“For more than 100 years, the Boy Scouts of America, along with schools, youth sports and other youth organizations, have ultimately deferred to the information on an individual’s birth certificate to determine eligibility for our single-gender programs,” the organization said in a written statement as well as a video statement from Chief Scout Executive Michael Surbaugh. “However, that approach is no longer sufficient as communities and state laws are interpreting gender identity differently, and these laws vary widely from state to state.”
But public image may also play a role: The Girl Scouts have already allowed transgender girls into its groups, and BSA faced negative publicity and the legal threat of a civil rights complaint for an 8-year-old transgender boy who was removed from a Cub Scout in northern New Jersey after a month. Joe Maldonado was forced out of his Cub Scout unit in December after some parents complained about the fact that he had been born a girl.
Joe’s mother, Kristie Maldonado, told The Record newspaper that she filed the complaint with state officials last week, charging the Northern New Jersey Council of the Boy Scouts with discrimination. She said she was considering moving forward with the complaint, but received a call from the Boy Scouts on Monday night informing her Joe would be welcomed back.
However, the new policy also allows units sponsored by faith-based groups to opt out because of their religious beliefs. About 70 percent of local Cub and Boy Scout units are sponsored by faith-based groups, of which the Mormon church is far and away the largest: in 2015, about 430,000 of the country's 2.6 million Scouts belong to BSA units sponsored by The Church of Jesus Christ of Latter-day Saints, according to the Deseret News in Salt Lake City, Utah.
In a Tuesday press release, church leadership announced that it is studying the BSA's announcement. In 2015, the Mormon church took a deliberate, month-long pause to reexamine its affiliation with the Scouting programs when Boy Scouts of America chose to end its ban on gay adult leaders. However, it has continued to support Scouting units, after BSA assured the church and other religious sponsors that local groups would be able to appoint Scout leaders based on their values.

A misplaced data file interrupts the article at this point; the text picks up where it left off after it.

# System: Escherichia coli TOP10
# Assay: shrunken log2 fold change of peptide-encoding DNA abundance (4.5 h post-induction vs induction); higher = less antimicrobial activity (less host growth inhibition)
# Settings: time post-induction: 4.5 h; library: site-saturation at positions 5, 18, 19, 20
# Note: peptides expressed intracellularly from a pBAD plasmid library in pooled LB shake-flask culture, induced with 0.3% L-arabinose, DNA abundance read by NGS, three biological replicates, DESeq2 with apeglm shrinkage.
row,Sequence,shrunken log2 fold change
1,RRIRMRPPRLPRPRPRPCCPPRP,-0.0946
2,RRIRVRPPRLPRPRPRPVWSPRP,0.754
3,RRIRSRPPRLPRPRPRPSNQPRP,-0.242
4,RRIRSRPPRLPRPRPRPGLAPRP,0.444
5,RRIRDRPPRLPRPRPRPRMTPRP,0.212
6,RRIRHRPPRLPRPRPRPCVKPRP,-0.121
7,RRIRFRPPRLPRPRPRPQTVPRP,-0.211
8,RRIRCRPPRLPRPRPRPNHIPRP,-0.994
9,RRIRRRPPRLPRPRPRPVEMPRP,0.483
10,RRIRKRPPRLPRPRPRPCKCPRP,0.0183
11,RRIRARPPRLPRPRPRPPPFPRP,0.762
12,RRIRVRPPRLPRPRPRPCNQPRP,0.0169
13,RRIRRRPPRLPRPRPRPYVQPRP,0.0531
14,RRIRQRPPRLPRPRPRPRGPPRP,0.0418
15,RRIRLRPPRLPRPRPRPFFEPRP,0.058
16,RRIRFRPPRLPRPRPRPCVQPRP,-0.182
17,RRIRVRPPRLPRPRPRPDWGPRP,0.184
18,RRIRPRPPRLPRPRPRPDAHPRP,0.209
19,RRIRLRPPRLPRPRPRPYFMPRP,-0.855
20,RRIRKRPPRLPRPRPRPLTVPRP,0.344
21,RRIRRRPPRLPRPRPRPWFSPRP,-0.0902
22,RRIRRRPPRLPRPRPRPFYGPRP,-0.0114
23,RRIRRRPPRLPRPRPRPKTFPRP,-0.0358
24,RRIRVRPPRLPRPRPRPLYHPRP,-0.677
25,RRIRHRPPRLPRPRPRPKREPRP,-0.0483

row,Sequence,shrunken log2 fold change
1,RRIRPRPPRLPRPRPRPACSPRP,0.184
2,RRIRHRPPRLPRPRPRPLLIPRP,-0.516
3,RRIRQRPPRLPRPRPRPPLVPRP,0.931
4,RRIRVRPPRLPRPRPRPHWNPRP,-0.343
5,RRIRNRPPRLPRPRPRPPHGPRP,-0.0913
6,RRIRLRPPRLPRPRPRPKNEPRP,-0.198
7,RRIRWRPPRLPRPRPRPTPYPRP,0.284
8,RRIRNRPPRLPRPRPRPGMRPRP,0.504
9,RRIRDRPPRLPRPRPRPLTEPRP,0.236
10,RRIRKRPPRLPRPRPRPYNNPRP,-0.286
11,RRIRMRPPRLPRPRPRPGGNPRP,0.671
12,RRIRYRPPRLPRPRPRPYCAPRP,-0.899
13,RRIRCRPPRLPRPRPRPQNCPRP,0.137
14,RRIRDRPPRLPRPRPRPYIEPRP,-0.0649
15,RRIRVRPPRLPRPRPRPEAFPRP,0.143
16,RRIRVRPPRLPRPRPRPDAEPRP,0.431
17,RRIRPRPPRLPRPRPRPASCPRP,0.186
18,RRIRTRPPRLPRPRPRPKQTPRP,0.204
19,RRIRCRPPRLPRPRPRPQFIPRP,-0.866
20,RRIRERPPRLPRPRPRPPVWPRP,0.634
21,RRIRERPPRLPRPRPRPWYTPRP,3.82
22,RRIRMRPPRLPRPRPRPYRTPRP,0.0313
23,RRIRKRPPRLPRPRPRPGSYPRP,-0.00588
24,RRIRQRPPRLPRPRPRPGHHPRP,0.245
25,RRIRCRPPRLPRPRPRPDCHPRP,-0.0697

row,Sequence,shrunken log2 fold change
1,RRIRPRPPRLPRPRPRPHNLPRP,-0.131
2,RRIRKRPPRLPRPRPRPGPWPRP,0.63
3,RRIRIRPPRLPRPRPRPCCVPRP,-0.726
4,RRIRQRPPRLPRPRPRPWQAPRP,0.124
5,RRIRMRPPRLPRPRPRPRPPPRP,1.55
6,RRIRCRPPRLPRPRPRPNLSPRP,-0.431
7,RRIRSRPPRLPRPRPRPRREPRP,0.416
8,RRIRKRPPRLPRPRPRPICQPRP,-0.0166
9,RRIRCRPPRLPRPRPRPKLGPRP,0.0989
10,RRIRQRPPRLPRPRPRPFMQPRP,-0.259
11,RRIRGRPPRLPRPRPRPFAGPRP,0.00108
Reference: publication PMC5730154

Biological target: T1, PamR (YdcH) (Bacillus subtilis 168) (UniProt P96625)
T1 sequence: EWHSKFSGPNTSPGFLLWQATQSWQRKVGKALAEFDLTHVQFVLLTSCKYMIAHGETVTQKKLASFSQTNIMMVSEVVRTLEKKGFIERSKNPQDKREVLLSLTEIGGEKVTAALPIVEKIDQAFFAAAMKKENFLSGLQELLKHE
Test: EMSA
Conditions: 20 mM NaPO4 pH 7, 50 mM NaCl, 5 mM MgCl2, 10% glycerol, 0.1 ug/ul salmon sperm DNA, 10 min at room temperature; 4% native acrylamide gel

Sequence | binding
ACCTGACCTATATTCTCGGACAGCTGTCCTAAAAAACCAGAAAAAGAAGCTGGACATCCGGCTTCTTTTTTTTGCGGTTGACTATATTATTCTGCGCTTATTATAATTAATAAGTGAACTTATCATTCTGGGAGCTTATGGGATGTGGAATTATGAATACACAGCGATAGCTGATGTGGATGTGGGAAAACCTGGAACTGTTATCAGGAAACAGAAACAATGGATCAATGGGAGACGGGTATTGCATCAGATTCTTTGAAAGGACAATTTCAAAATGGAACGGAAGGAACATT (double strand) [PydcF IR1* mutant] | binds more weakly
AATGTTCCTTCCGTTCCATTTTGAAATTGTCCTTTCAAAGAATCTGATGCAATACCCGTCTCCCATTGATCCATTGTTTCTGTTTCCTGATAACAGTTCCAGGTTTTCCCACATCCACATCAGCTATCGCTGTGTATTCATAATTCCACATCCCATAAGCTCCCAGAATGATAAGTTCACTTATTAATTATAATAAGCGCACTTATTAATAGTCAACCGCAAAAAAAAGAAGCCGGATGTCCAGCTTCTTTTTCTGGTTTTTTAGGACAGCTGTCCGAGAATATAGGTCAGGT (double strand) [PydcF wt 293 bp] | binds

In July of that year, the Boy Scouts ended its blanket ban on gay Scout Leaders, after years of resistance starting in the 1980s and 1990s. In 2000, the Boy Scouts won a 5-4 Supreme Court ruling that upheld the ban, after the defense argued that the Scout oath to be “morally straight” implied an opposition to homosexuality and was part of the Scouts’ core message. But in the next decade, the Boy Scouts faced a petition with more than 2.2 million signatures in favor of admitting gay Scouts, and an investigation by the New York Attorney General’s Office to determine whether the organization had discriminatory employment practices.
In light of that history, the new policy sends a strong message, despite its limits, say gay and transgender rights advocates.
“The fact the boy scouts are taking such a clear and positive step and making it explicit really is a signifier of the growing American understanding of transgender people and the need to end discrimination,” says Evan Wolfson, a gay rights advocate and the lawyer who argued in front of the Supreme Court in the 2000 case, Boy Scouts of America v. Dale. “The fact they’re taking this step when there is so much bitterness and hostility to transgender and gay people still among the shrinking base of the right wing is a very welcome and encouraging sign to the country.”
But, he adds, Boy Scouts shouldn’t “franchise discrimination” by allowing religious-sponsored units to exclude gay Scout Leaders or transgender boys.
Jen Manion, a history professor at Amherst College, says the practice also speaks to the role of children in the debate about gender identity and acceptance in the United States. Apart from Joe, a transgender teenager on a Los Angeles-area baseball team has drawn attention in the sports world, and individual students have become the face of legal debate over school restrooms and changing facilities.
“I think with young people you have these tremendously courageous kids, some of them with supportive parents and supportive communities,” she says. “They are really putting themselves out there – educating, educating, educating. I like to think that it’s part of a bigger movement.”